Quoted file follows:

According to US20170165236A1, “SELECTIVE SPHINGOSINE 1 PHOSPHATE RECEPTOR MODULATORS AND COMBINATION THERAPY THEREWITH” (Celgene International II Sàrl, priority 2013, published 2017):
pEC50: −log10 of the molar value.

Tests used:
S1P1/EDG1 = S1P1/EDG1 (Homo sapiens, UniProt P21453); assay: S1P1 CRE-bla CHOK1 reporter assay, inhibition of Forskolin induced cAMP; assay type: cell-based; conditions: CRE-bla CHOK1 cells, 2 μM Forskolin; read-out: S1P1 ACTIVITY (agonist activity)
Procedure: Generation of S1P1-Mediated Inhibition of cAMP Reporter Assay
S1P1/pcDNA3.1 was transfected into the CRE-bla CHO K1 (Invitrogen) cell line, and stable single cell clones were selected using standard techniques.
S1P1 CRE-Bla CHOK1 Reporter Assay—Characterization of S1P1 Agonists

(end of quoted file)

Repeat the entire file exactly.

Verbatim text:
According to US20170165236A1, “SELECTIVE SPHINGOSINE 1 PHOSPHATE RECEPTOR MODULATORS AND COMBINATION THERAPY THEREWITH” (Celgene International II Sàrl, priority 2013, published 2017):
pEC50: −log10 of the molar value.

Tests used:
S1P1/EDG1 = S1P1/EDG1 (Homo sapiens, UniProt P21453); assay: S1P1 CRE-bla CHOK1 reporter assay, inhibition of Forskolin induced cAMP; assay type: cell-based; conditions: CRE-bla CHOK1 cells, 2 μM Forskolin; read-out: S1P1 ACTIVITY (agonist activity)
Procedure: Generation of S1P1-Mediated Inhibition of cAMP Reporter Assay
S1P1/pcDNA3.1 was transfected into the CRE-bla CHO K1 (Invitrogen) cell line, and stable single cell clones were selected using standard techniques.
S1P1 CRE-Bla CHOK1 Reporter Assay—Characterization of S1P1 Agonists